I read three articles this morning that raised concerns about liability and COVID. It’s inevitable in a litigious society that this will become an issue.
The first article concerned a State Trooper who died from COVID. It was disclosed that he had not received a COVID vaccination but was at work until he became ill. Who would be liable if they developed COVID after exposure to this guy?
The second article involved public employees in Washington State resisting the mandate for vaccination. Who would be liable if they were allowed to resist the mandate and infected colleagues or others who they met in the course of their work?
The third article points out that the vaccine mandate is working. The vaccine proved to be safe is assuring vital institutions a protected work force going into the third winter of the epidemic. And perhaps more vitally it limits their risk of facing suits regarding negligence if a person was thought to have acquired COVID in a hospital setting.
Medicynical Note: There are strong arguments for vaccination. It is safe and appears to offer almost complete protection against fatal COVID infections. Breakthroughs cases appear to be in the immunocompromised and the debilitated elderly.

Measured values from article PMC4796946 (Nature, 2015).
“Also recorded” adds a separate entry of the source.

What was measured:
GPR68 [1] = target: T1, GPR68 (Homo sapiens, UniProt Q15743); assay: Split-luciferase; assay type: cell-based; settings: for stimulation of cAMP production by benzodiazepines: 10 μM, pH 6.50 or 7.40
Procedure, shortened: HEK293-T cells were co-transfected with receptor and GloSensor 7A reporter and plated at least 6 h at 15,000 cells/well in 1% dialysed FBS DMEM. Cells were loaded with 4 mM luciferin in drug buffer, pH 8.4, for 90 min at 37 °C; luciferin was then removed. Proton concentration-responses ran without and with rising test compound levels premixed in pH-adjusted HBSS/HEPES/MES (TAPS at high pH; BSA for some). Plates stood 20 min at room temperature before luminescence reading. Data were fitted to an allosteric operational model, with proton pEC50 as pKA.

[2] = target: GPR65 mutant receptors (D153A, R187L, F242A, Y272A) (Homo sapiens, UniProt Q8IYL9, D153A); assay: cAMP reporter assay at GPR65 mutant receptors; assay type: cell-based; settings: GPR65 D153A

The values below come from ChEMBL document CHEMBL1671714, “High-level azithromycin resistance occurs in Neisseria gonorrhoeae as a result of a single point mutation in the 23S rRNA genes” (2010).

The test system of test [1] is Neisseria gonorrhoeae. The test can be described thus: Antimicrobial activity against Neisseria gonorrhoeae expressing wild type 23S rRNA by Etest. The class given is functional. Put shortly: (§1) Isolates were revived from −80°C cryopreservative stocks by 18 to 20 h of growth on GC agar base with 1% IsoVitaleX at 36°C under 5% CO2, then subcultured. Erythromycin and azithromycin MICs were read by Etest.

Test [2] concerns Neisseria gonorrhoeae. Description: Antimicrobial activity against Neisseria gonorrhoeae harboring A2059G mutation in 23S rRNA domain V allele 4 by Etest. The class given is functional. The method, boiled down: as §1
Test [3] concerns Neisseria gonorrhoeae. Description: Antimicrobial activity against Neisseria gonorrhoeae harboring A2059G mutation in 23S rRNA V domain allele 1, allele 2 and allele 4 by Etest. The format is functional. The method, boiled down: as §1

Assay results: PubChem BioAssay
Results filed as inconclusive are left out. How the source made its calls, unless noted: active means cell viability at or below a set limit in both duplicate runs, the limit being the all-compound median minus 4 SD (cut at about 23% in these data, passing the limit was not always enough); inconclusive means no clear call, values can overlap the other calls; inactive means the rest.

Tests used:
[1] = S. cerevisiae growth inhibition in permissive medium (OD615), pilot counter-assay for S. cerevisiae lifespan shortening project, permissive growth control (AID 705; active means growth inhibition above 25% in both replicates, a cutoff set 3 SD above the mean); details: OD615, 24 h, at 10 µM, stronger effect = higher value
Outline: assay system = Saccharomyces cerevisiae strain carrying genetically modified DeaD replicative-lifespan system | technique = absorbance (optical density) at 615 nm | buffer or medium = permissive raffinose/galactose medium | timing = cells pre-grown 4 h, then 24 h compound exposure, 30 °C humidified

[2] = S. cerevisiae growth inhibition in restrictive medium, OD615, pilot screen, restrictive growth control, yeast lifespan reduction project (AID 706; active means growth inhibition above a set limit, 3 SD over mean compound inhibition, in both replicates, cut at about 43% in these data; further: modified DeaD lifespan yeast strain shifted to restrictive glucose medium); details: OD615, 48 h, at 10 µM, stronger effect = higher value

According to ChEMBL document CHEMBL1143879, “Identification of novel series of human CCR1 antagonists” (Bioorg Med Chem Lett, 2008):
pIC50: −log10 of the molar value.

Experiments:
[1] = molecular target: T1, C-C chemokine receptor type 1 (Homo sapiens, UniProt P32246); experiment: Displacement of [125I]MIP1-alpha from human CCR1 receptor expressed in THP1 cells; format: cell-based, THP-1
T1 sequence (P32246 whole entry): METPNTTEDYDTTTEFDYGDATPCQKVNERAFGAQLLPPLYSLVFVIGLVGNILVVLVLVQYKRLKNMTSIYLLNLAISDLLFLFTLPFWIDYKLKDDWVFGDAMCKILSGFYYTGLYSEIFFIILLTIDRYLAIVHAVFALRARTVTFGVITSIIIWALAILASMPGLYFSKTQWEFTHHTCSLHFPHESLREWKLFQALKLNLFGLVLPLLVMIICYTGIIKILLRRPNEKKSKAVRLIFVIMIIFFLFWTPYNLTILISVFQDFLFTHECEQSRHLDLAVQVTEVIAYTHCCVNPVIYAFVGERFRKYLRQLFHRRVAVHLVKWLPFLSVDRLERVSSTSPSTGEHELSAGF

With a safe and effective intervention it could be posited that an employer was negligent and liable in allowing customers (patient or other workplace contacts) to be exposed to a sometimes fatal disease. The mandates protect more than the vulnerable individuals, they protect their employers and their contacts.
In a related thought, the insurance industry denies or charges more for insurance coverage for people at increased risk. Perhaps as an another incentive to vaccinate, private and government insurers should provide only limited medical cost coverage to those refusing to protect themselves. As my conservative friends point out there are consequences to bad behavior.